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02-Jan-2020 06:07

Any advice anyone can give on all this will be very much appreciated.

Fraudulent backdating to provide a tax advantage is illegal.

I have recently gone to work for a small business in which many entity changes were effected by a previous outside tax planner as of the end of 2011 and throughout 2012. During year 2012, four additional LLCs were created to conduct different lines of business for the same married owners.

The original company, an S-corp, was split into two separate LLC entities, one for each of the two locations which sell identical products and services. The two locations and the other new entities were separated in order to protect the owners’ assets from potential lawsuits should there be any.

The operating agreement for each of the six LLCs indicates that the ownership is 50/50 husband and wife.

Was all monies run through S-Corp or were individuals the recipients?Facts and circumstances as to how the LLC's went about their business are needed.For example, were W9's filled out with S-Corp EIN as required?At this point no returns were filed showing intent of LLC's to be owned by individuals.The legal advice I reseived about this type of scenario, years ago, was: Don't backdate the documents, but include an "effective as of..." date in the body of the document or as a footnote.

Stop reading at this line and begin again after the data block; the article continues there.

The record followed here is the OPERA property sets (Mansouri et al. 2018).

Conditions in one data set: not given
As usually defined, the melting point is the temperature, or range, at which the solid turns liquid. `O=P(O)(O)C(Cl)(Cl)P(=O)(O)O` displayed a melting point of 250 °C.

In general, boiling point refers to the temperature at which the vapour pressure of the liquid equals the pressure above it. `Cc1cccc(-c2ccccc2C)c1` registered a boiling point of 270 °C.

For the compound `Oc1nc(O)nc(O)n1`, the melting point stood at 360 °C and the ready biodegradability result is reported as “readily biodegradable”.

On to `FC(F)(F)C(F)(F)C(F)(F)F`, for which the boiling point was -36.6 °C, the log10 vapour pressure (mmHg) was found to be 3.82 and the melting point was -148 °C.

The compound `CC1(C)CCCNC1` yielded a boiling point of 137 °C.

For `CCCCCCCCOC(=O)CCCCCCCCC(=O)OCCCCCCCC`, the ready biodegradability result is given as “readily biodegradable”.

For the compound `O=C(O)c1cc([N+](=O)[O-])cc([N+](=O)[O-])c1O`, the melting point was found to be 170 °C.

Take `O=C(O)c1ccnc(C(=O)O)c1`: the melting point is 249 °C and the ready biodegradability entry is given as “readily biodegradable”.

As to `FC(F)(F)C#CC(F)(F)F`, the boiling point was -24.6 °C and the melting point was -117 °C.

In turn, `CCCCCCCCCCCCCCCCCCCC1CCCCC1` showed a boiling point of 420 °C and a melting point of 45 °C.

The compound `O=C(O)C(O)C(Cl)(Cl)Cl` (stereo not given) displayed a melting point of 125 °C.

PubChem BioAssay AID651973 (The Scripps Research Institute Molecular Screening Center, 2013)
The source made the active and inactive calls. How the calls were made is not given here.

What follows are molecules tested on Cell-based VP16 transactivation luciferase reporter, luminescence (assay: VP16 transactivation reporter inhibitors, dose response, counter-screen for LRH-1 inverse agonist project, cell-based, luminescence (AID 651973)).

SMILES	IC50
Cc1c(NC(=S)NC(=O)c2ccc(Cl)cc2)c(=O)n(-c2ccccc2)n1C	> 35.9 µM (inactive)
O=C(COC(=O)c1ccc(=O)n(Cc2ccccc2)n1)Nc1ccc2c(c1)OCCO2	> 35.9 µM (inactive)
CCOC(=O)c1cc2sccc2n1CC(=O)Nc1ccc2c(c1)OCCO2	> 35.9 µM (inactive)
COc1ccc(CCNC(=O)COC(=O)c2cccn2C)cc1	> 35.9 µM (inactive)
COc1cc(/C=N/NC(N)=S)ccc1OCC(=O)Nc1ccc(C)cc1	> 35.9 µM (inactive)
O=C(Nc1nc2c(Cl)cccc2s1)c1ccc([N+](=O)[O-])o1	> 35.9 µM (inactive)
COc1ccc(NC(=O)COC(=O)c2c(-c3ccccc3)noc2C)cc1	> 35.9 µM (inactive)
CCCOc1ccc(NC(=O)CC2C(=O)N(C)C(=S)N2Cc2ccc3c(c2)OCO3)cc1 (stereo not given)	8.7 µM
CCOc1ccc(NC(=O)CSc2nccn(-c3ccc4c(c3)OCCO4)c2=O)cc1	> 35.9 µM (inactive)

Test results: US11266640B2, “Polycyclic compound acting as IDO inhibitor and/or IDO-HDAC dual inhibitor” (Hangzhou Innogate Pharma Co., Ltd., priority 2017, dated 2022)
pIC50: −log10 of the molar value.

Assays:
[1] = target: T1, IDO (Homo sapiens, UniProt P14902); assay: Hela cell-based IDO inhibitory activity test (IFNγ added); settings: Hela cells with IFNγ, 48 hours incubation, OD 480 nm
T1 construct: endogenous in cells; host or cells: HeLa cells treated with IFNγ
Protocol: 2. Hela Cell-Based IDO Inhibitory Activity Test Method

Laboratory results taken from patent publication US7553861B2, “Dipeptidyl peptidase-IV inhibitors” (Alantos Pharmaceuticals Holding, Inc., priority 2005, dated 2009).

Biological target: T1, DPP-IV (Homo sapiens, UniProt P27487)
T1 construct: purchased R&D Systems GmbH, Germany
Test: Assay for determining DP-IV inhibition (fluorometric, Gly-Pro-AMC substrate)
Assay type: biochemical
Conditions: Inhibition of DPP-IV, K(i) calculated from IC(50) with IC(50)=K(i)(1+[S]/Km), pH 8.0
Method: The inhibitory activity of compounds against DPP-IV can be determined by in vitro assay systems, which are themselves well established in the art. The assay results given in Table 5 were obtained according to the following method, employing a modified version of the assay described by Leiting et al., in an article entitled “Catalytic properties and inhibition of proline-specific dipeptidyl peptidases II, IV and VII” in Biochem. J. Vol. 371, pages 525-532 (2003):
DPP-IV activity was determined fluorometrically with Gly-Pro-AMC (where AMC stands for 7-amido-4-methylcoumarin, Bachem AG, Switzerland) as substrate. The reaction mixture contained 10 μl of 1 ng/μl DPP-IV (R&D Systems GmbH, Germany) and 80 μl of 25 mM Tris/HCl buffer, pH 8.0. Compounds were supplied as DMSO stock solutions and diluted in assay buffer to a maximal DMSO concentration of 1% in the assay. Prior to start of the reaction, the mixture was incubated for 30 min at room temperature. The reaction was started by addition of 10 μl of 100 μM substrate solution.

Was all monies run through S-Corp or were individuals the recipients?

Facts and circumstances as to how the LLC's went about their business are needed.

For example, were W9's filled out with S-Corp EIN as required?

At this point no returns were filed showing intent of LLC's to be owned by individuals.

The legal advice I reseived about this type of scenario, years ago, was: Don't backdate the documents, but include an "effective as of..." date in the body of the document or as a footnote.

The LLCs would have been “disregarded entities” with the owner being the holding company, 100%.